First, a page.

|3.5 out of 5 stars|
***Wanda’s Summer Carnival of Children’s Literature***
This is an iconic Canadian book—I remember coming across it while doing my degree in Canadian Studies. It is also lauded as a feminist book as Mrs. Moodie had no choice but to become a strong and resourceful woman. If you don’t have a taste for 19th century writing or a whole-hearted enthusiasm for Canadian history, but still want to know what all the fuss is/was about, then this graphic novel version is the thing for you!
It’s a painless way to get your little bit of Canadian history and determine whether you want to tackle the original book. You certainly see clearly how unprepared this impoverished English gentlewoman and her army-officer husband were when confronted with the Canadian wilderness. In all fairness, many of the settlers coming to Canada were shamefully misled about conditions here and should probably never have come. I have to admire Susanna Moodie—she withstood more trials and tribulations that I have the stomach for. She lost a child, had her house burn down practically around her, and dealt with thieving neighbours and extreme poverty while raising a passel of children. And if this account is accurate, she seems to have retained a fondness for her somewhat inept husband. I did have to smile at her tolerance for native people and escaped slaves, but her dislike and resentment of her American neighbours. Canadians, making a habit out of disliking Americans since the beginning of settlement. (It’s just a hobby, American friends, we don’t hate you too much).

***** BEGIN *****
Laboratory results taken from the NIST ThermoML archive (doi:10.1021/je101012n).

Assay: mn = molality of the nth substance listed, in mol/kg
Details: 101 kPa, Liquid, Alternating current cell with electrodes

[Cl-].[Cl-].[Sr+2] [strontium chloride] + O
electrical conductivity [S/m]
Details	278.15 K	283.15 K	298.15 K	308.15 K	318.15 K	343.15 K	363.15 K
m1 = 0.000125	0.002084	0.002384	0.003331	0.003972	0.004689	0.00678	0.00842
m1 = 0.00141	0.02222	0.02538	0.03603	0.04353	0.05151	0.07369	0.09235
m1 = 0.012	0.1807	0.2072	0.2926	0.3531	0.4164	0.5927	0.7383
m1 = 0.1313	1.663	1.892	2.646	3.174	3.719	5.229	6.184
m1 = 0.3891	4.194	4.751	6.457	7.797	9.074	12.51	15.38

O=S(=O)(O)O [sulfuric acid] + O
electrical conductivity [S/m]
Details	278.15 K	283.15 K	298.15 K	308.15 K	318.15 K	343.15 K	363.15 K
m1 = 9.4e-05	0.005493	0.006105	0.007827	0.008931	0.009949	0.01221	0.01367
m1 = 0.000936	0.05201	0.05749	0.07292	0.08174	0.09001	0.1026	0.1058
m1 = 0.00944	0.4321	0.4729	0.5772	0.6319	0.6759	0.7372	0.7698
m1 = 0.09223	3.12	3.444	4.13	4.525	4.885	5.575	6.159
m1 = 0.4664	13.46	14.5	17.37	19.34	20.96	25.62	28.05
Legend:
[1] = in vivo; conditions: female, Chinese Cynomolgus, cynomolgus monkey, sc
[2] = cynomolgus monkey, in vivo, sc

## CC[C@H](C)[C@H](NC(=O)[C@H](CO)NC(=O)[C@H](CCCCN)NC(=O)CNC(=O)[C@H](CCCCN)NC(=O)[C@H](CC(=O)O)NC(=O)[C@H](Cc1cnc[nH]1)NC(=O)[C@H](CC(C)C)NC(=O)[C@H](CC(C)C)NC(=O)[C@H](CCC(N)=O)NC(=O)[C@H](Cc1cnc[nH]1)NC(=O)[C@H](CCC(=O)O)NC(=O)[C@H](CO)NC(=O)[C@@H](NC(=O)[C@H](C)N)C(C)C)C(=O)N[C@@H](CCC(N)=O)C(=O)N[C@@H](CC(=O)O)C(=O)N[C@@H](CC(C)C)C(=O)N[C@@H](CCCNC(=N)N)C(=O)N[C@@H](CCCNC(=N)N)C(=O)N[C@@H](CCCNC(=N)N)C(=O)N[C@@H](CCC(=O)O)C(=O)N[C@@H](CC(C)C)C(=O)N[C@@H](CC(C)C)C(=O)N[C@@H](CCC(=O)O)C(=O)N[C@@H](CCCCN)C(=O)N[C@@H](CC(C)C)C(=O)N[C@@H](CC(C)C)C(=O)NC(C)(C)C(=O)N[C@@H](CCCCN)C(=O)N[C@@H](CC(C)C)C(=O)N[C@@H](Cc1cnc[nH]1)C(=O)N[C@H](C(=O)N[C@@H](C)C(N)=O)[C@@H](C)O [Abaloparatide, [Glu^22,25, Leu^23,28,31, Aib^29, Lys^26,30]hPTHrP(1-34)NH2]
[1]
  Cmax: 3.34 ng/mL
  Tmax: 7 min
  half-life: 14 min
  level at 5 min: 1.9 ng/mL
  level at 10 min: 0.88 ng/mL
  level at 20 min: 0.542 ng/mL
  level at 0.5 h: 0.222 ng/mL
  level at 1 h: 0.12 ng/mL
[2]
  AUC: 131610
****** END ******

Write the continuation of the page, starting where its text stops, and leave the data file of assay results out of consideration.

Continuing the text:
This graphic novel is not based entirely on Susanna’s journal—the authors consulted her correspondence, as well as the reports on the archaeological excavation of the Moodie cabin site. Well researched and accurately portrayed.